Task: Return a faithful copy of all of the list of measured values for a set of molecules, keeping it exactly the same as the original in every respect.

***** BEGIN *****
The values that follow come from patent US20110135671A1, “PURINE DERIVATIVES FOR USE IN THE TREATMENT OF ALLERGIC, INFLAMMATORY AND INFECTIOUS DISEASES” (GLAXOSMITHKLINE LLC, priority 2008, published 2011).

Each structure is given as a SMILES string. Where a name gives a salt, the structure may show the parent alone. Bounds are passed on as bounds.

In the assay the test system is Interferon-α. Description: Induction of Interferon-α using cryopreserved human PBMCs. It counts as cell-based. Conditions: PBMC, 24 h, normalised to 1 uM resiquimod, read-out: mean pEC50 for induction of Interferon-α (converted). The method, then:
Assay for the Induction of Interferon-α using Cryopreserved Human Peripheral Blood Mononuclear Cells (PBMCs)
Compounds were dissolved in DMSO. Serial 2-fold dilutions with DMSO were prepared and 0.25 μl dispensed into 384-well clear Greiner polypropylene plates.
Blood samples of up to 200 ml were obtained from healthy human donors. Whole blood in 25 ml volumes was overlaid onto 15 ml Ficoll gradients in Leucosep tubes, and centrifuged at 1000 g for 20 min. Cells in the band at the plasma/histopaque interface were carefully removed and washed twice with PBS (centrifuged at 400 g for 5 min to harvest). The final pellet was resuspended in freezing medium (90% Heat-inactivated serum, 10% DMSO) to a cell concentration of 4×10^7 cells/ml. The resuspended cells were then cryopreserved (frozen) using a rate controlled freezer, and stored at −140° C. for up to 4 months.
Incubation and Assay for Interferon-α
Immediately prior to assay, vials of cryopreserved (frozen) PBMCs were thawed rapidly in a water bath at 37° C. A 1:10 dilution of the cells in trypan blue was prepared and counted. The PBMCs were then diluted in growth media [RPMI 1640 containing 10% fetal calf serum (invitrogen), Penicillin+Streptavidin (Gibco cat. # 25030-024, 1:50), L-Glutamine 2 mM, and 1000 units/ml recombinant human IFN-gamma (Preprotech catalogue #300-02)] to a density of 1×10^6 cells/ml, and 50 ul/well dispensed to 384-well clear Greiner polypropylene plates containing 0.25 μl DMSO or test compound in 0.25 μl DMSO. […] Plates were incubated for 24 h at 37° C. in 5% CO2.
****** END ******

The values that follow come from patent US20110135671A1, “PURINE DERIVATIVES FOR USE IN THE TREATMENT OF ALLERGIC, INFLAMMATORY AND INFECTIOUS DISEASES” (GLAXOSMITHKLINE LLC, priority 2008, published 2011).

Each structure is given as a SMILES string. Where a name gives a salt, the structure may show the parent alone. Bounds are passed on as bounds.

In the assay the test system is Interferon-α. Description: Induction of Interferon-α using cryopreserved human PBMCs. It counts as cell-based. Conditions: PBMC, 24 h, normalised to 1 uM resiquimod, read-out: mean pEC50 for induction of Interferon-α (converted). The method, then:
Assay for the Induction of Interferon-α using Cryopreserved Human Peripheral Blood Mononuclear Cells (PBMCs)
Compounds were dissolved in DMSO. Serial 2-fold dilutions with DMSO were prepared and 0.25 μl dispensed into 384-well clear Greiner polypropylene plates.
Blood samples of up to 200 ml were obtained from healthy human donors. Whole blood in 25 ml volumes was overlaid onto 15 ml Ficoll gradients in Leucosep tubes, and centrifuged at 1000 g for 20 min. Cells in the band at the plasma/histopaque interface were carefully removed and washed twice with PBS (centrifuged at 400 g for 5 min to harvest). The final pellet was resuspended in freezing medium (90% Heat-inactivated serum, 10% DMSO) to a cell concentration of 4×10^7 cells/ml. The resuspended cells were then cryopreserved (frozen) using a rate controlled freezer, and stored at −140° C. for up to 4 months.
Incubation and Assay for Interferon-α
Immediately prior to assay, vials of cryopreserved (frozen) PBMCs were thawed rapidly in a water bath at 37° C. A 1:10 dilution of the cells in trypan blue was prepared and counted. The PBMCs were then diluted in growth media [RPMI 1640 containing 10% fetal calf serum (invitrogen), Penicillin+Streptavidin (Gibco cat. # 25030-024, 1:50), L-Glutamine 2 mM, and 1000 units/ml recombinant human IFN-gamma (Preprotech catalogue #300-02)] to a density of 1×10^6 cells/ml, and 50 ul/well dispensed to 384-well clear Greiner polypropylene plates containing 0.25 μl DMSO or test compound in 0.25 μl DMSO. […] Plates were incubated for 24 h at 37° C. in 5% CO2.